Stitching Nature and the Human Heart: The Poetry of Hélène Dorion

September 13, 2018
A close-up of stitched textiles with a photo of Helene Dorion inset
Hélène Dorion / Photo by Maxime G. Delisle - Background photo by Alexas_Photos / Pixabay

One of the major themes throughout Quebecois writer Hélène Dorion’s work is her focus on the relationship between physical and emotional landscapes. We are conditioned to see this theme through the eyes of the Romantics who matched a dramatic life moment with a dramatic landscape, one instant frozen in time. Not so in Dorion’s work, or at least not so obviously. For one thing, she examines a wide range of emotions; some are of a philosophical nature, such as the passage of time, the inevitability of death, while others are more poignant, such as parental and amorous love. Then, while she focuses on a turning point in one’s life, such as a parent’s death or the separation of lovers, she examines them in a continuum of time, creating parallel stories of the cyclical motions of life, death, and new beginnings. Her publications of the last six years—four handsome volumes—exemplify this poetic demarche. These four books seem to resonate with one another, forming a palimpsest of love that spans the remotest corners of the soul.

In Recommencements (2014), Dorion explores her relationship with her mother during the last months of the latter’s life. In Le Temps du paysage (2016), she focuses on her relationship with her aging father (reviewed in WLT, January 2017). In both volumes, landscape and emotion echo off each other. The tones of those volumes are dark, as they were written soon after the death of each parent. Both collections employ poetic prose, as if to better weave the memories together. Dorion’s two books about love, on the other hand, are almost perfect counterpoints for three reasons. Their publication dates seem to surround the two above-mentioned “parental” volumes; they are written in verse; and nostalgia makes way for joy. Cœurs comme livres d’amour (2012; reviewed in WLT, January 2013) was the last volume of verse published by Dorion before she returned to poetry with Comme résonne la vie (2018).

Dorion’s recent books seem to resonate with one another, forming a palimpsest of love that spans the remotest corners of the soul.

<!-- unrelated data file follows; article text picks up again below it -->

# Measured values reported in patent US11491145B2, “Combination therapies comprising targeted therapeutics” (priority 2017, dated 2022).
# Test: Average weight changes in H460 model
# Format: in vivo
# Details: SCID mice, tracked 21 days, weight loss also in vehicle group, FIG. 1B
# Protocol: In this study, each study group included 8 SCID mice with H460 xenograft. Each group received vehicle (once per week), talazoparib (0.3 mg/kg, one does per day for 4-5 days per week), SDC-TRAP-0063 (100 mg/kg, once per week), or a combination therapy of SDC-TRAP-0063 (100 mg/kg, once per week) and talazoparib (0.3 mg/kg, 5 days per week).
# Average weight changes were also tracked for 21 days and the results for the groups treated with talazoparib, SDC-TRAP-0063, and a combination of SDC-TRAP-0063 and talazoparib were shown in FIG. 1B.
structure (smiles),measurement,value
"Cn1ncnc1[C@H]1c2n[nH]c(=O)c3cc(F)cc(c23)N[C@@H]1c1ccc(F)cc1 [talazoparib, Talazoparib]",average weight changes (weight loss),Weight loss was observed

Cœurs comme livres d’amour provides a good illustration of Dorion’s symbiotic technique. Lacing the heart’s seasons with nature’s seasons, Dorion creates an effect not unlike the tapestry technique called the rice stitch, with the needle crisscrossing the canvas to the same openings for a layered effect. Throughout the book, seasons talk to one another, reminding us of the spiral-shaped pattern of time, and in between these prose dialogues are situated poems—the pause of the heart echoing its seasons. Below is an excerpt from the fourth part of Cœurs comme livres d’amour, translated into English by Hugh Hazelton. It is prefaced by a quote from Mario Luzi, “Which light fills the heart?”

Lacing the heart’s seasons with nature’s seasons, Dorion creates an effect not unlike the tapestry technique called the rice stitch, with the needle crisscrossing the canvas to the same openings for a layered effect

And the fall tells the spring tells the summer tells the winter:

look at the movement of the world through that which we are, the repetition is never more than apparent, do not look at the road as if you remained motionless in the midst of your live, you know the rose, you are not less than what you search for, it’s all in the nuance, in the brightness, these blues, this red that pierces and ochre that sweeps the horizon, everything is in the garden that opens to the winds, in the enigma of a face, the imprint of spring on my fingers, the taste of summer in the mouth of winter, it’s all in the mystery that we incarnate, in the din of days that topple over, the silent voyage from one end to another of time that never runs out but opens up as the rose opens

And the spring says to the fall says to the summer says to the winter:

we are the tree and the house, love and the link, we are the tireless wheel, the windowless horizon, the threshold and the boat, we are the shadowless well, the leaf and the bud, a sort of eternity, we are memory that will be reborn, lesson of patience, reading of skies, intimate lives that preserve the most simple, we are the candle of morning, light earth, not even dust, not even shower

And the summer says to the winter says to the spring says to the fall:

we know the beginning of things through that which dies, the whitewater passage that tears us apart, revives our patient fervours, we know all this time above, all this time below, we know the offering and abandonment, stand tall as an oak, dance like the cedars, bend like the poplar

And the winter tells the summer tells the fall tells the spring: